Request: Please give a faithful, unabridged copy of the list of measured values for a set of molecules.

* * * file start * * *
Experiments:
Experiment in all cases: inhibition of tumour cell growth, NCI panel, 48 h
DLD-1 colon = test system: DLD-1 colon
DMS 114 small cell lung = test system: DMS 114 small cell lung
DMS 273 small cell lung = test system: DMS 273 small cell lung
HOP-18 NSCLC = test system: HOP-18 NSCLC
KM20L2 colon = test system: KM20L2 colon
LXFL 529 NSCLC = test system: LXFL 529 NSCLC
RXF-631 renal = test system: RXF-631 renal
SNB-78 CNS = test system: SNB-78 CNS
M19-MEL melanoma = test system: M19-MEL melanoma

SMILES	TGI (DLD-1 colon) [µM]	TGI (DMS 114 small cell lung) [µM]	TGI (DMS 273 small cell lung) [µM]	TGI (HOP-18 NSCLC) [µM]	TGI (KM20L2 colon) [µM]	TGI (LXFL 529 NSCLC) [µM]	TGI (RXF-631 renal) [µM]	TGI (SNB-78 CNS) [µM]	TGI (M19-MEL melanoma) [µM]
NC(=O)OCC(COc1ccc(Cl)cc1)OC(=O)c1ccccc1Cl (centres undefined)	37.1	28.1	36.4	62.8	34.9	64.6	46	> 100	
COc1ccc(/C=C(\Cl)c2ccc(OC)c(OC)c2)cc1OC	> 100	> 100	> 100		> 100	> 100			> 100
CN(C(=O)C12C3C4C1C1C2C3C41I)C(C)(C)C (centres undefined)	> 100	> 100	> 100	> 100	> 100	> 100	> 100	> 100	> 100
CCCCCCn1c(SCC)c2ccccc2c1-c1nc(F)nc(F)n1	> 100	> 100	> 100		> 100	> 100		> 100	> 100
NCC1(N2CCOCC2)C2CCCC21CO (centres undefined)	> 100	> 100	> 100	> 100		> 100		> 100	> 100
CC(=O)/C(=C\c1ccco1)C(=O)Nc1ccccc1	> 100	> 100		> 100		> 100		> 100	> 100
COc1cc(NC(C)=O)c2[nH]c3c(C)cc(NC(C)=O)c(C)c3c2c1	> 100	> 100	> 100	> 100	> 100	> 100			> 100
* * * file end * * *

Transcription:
Experiments:
Experiment in all cases: inhibition of tumour cell growth, NCI panel, 48 h
DLD-1 colon = test system: DLD-1 colon
DMS 114 small cell lung = test system: DMS 114 small cell lung
DMS 273 small cell lung = test system: DMS 273 small cell lung
HOP-18 NSCLC = test system: HOP-18 NSCLC
KM20L2 colon = test system: KM20L2 colon
LXFL 529 NSCLC = test system: LXFL 529 NSCLC
RXF-631 renal = test system: RXF-631 renal
SNB-78 CNS = test system: SNB-78 CNS
M19-MEL melanoma = test system: M19-MEL melanoma

SMILES	TGI (DLD-1 colon) [µM]	TGI (DMS 114 small cell lung) [µM]	TGI (DMS 273 small cell lung) [µM]	TGI (HOP-18 NSCLC) [µM]	TGI (KM20L2 colon) [µM]	TGI (LXFL 529 NSCLC) [µM]	TGI (RXF-631 renal) [µM]	TGI (SNB-78 CNS) [µM]	TGI (M19-MEL melanoma) [µM]
NC(=O)OCC(COc1ccc(Cl)cc1)OC(=O)c1ccccc1Cl (centres undefined)	37.1	28.1	36.4	62.8	34.9	64.6	46	> 100	
COc1ccc(/C=C(\Cl)c2ccc(OC)c(OC)c2)cc1OC	> 100	> 100	> 100		> 100	> 100			> 100
CN(C(=O)C12C3C4C1C1C2C3C41I)C(C)(C)C (centres undefined)	> 100	> 100	> 100	> 100	> 100	> 100	> 100	> 100	> 100
CCCCCCn1c(SCC)c2ccccc2c1-c1nc(F)nc(F)n1	> 100	> 100	> 100		> 100	> 100		> 100	> 100
NCC1(N2CCOCC2)C2CCCC21CO (centres undefined)	> 100	> 100	> 100	> 100		> 100		> 100	> 100
CC(=O)/C(=C\c1ccco1)C(=O)Nc1ccccc1	> 100	> 100		> 100		> 100		> 100	> 100
COc1cc(NC(C)=O)c2[nH]c3c(C)cc(NC(C)=O)c(C)c3c2c1	> 100	> 100	> 100	> 100	> 100	> 100			> 100